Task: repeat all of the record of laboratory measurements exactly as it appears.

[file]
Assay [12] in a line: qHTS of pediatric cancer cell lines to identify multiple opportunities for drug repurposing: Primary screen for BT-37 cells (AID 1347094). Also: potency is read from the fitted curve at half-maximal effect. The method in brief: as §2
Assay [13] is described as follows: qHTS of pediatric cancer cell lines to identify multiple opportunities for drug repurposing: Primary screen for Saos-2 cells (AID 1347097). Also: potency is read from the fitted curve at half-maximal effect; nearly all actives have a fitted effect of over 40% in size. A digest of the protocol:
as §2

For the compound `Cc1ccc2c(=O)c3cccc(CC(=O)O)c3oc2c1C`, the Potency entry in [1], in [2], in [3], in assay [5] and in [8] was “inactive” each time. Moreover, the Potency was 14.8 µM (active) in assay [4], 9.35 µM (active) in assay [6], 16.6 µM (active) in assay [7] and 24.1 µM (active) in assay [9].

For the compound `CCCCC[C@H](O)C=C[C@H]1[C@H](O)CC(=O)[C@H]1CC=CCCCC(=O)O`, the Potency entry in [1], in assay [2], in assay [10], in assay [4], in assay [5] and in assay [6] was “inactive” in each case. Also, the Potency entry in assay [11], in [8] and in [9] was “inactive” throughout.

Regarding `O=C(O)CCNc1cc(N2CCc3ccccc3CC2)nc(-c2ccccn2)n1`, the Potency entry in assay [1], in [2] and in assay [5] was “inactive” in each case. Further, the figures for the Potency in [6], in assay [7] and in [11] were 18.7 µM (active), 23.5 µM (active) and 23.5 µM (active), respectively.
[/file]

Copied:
Assay [12] in a line: qHTS of pediatric cancer cell lines to identify multiple opportunities for drug repurposing: Primary screen for BT-37 cells (AID 1347094). Also: potency is read from the fitted curve at half-maximal effect. The method in brief: as §2
Assay [13] is described as follows: qHTS of pediatric cancer cell lines to identify multiple opportunities for drug repurposing: Primary screen for Saos-2 cells (AID 1347097). Also: potency is read from the fitted curve at half-maximal effect; nearly all actives have a fitted effect of over 40% in size. A digest of the protocol:
as §2

For the compound `Cc1ccc2c(=O)c3cccc(CC(=O)O)c3oc2c1C`, the Potency entry in [1], in [2], in [3], in assay [5] and in [8] was “inactive” each time. Moreover, the Potency was 14.8 µM (active) in assay [4], 9.35 µM (active) in assay [6], 16.6 µM (active) in assay [7] and 24.1 µM (active) in assay [9].

For the compound `CCCCC[C@H](O)C=C[C@H]1[C@H](O)CC(=O)[C@H]1CC=CCCCC(=O)O`, the Potency entry in [1], in assay [2], in assay [10], in assay [4], in assay [5] and in assay [6] was “inactive” in each case. Also, the Potency entry in assay [11], in [8] and in [9] was “inactive” throughout.

Regarding `O=C(O)CCNc1cc(N2CCc3ccccc3CC2)nc(-c2ccccn2)n1`, the Potency entry in assay [1], in [2] and in assay [5] was “inactive” in each case. Further, the figures for the Potency in [6], in assay [7] and in [11] were 18.7 µM (active), 23.5 µM (active) and 23.5 µM (active), respectively.